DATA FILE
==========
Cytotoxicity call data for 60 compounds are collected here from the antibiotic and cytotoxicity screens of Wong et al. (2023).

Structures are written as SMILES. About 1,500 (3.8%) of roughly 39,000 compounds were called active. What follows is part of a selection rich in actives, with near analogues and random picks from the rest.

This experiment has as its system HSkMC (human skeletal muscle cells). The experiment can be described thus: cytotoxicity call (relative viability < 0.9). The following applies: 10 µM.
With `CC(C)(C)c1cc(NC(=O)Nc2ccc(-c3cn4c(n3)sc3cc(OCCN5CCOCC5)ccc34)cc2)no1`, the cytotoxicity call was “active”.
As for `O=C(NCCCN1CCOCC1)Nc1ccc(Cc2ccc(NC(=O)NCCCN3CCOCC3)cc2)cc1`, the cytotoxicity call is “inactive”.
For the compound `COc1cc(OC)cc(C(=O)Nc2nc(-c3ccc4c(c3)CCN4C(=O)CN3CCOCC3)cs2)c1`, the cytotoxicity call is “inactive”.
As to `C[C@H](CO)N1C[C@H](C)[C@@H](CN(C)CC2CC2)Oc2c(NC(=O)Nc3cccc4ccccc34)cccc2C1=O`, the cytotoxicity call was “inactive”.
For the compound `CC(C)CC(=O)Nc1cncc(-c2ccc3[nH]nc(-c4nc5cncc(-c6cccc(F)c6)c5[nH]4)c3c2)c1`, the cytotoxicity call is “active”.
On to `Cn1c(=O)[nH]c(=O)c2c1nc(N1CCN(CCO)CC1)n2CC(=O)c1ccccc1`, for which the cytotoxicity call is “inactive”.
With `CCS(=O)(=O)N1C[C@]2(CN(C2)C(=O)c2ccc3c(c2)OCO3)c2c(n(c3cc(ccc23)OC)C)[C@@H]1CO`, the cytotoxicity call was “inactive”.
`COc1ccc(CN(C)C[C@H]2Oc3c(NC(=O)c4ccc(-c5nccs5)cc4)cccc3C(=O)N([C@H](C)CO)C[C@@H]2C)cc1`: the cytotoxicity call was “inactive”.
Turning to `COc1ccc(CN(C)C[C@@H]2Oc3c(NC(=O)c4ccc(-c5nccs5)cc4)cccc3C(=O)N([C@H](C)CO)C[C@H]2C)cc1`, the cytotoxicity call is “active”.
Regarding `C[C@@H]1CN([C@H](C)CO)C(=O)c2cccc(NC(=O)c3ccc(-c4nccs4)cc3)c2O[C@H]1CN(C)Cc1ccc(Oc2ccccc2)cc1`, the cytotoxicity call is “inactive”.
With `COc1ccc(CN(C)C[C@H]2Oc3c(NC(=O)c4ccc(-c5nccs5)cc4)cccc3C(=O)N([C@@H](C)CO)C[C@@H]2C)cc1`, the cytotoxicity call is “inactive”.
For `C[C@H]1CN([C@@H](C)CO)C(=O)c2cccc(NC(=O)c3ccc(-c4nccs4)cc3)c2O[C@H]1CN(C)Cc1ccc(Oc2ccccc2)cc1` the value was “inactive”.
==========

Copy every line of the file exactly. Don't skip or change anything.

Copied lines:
Cytotoxicity call data for 60 compounds are collected here from the antibiotic and cytotoxicity screens of Wong et al. (2023).

Structures are written as SMILES. About 1,500 (3.8%) of roughly 39,000 compounds were called active. What follows is part of a selection rich in actives, with near analogues and random picks from the rest.

This experiment has as its system HSkMC (human skeletal muscle cells). The experiment can be described thus: cytotoxicity call (relative viability < 0.9). The following applies: 10 µM.
With `CC(C)(C)c1cc(NC(=O)Nc2ccc(-c3cn4c(n3)sc3cc(OCCN5CCOCC5)ccc34)cc2)no1`, the cytotoxicity call was “active”.
As for `O=C(NCCCN1CCOCC1)Nc1ccc(Cc2ccc(NC(=O)NCCCN3CCOCC3)cc2)cc1`, the cytotoxicity call is “inactive”.
For the compound `COc1cc(OC)cc(C(=O)Nc2nc(-c3ccc4c(c3)CCN4C(=O)CN3CCOCC3)cs2)c1`, the cytotoxicity call is “inactive”.
As to `C[C@H](CO)N1C[C@H](C)[C@@H](CN(C)CC2CC2)Oc2c(NC(=O)Nc3cccc4ccccc34)cccc2C1=O`, the cytotoxicity call was “inactive”.
For the compound `CC(C)CC(=O)Nc1cncc(-c2ccc3[nH]nc(-c4nc5cncc(-c6cccc(F)c6)c5[nH]4)c3c2)c1`, the cytotoxicity call is “active”.
On to `Cn1c(=O)[nH]c(=O)c2c1nc(N1CCN(CCO)CC1)n2CC(=O)c1ccccc1`, for which the cytotoxicity call is “inactive”.
With `CCS(=O)(=O)N1C[C@]2(CN(C2)C(=O)c2ccc3c(c2)OCO3)c2c(n(c3cc(ccc23)OC)C)[C@@H]1CO`, the cytotoxicity call was “inactive”.
`COc1ccc(CN(C)C[C@H]2Oc3c(NC(=O)c4ccc(-c5nccs5)cc4)cccc3C(=O)N([C@H](C)CO)C[C@@H]2C)cc1`: the cytotoxicity call was “inactive”.
Turning to `COc1ccc(CN(C)C[C@@H]2Oc3c(NC(=O)c4ccc(-c5nccs5)cc4)cccc3C(=O)N([C@H](C)CO)C[C@H]2C)cc1`, the cytotoxicity call is “active”.
Regarding `C[C@@H]1CN([C@H](C)CO)C(=O)c2cccc(NC(=O)c3ccc(-c4nccs4)cc3)c2O[C@H]1CN(C)Cc1ccc(Oc2ccccc2)cc1`, the cytotoxicity call is “inactive”.
With `COc1ccc(CN(C)C[C@H]2Oc3c(NC(=O)c4ccc(-c5nccs5)cc4)cccc3C(=O)N([C@@H](C)CO)C[C@@H]2C)cc1`, the cytotoxicity call is “inactive”.
For `C[C@H]1CN([C@@H](C)CO)C(=O)c2cccc(NC(=O)c3ccc(-c4nccs4)cc3)c2O[C@H]1CN(C)Cc1ccc(Oc2ccccc2)cc1` the value was “inactive”.